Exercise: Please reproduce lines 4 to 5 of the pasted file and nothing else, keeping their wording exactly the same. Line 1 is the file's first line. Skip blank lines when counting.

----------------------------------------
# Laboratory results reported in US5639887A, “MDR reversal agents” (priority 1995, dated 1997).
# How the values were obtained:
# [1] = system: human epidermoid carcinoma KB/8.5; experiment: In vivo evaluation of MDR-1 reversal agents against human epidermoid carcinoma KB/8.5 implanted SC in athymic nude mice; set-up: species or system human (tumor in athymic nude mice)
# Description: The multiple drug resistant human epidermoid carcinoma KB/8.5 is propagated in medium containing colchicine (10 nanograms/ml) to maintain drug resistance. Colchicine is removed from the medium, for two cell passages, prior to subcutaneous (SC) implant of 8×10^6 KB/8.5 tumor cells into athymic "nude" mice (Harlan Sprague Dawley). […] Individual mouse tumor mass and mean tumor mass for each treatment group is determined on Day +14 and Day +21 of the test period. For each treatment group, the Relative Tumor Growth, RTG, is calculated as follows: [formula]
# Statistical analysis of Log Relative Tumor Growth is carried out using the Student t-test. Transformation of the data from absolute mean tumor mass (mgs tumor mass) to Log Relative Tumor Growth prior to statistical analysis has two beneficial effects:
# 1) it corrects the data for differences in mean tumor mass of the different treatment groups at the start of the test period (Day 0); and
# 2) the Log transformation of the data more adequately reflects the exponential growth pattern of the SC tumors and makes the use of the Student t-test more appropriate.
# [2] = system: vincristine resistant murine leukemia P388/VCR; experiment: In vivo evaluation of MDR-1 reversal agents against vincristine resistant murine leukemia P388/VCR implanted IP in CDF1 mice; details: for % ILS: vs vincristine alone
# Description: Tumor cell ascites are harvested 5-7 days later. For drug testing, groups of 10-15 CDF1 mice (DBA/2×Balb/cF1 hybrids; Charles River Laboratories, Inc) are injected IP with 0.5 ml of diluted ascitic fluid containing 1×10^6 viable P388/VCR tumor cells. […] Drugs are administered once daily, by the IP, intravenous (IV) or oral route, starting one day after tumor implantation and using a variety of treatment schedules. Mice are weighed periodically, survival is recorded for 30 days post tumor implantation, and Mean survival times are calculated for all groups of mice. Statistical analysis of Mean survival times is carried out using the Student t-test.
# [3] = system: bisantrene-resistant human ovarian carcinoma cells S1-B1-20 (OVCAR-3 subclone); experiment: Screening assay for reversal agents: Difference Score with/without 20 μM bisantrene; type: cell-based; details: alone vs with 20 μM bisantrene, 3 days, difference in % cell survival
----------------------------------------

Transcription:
# Description: The multiple drug resistant human epidermoid carcinoma KB/8.5 is propagated in medium containing colchicine (10 nanograms/ml) to maintain drug resistance. Colchicine is removed from the medium, for two cell passages, prior to subcutaneous (SC) implant of 8×10^6 KB/8.5 tumor cells into athymic "nude" mice (Harlan Sprague Dawley). […] Individual mouse tumor mass and mean tumor mass for each treatment group is determined on Day +14 and Day +21 of the test period. For each treatment group, the Relative Tumor Growth, RTG, is calculated as follows: [formula]
# Statistical analysis of Log Relative Tumor Growth is carried out using the Student t-test. Transformation of the data from absolute mean tumor mass (mgs tumor mass) to Log Relative Tumor Growth prior to statistical analysis has two beneficial effects: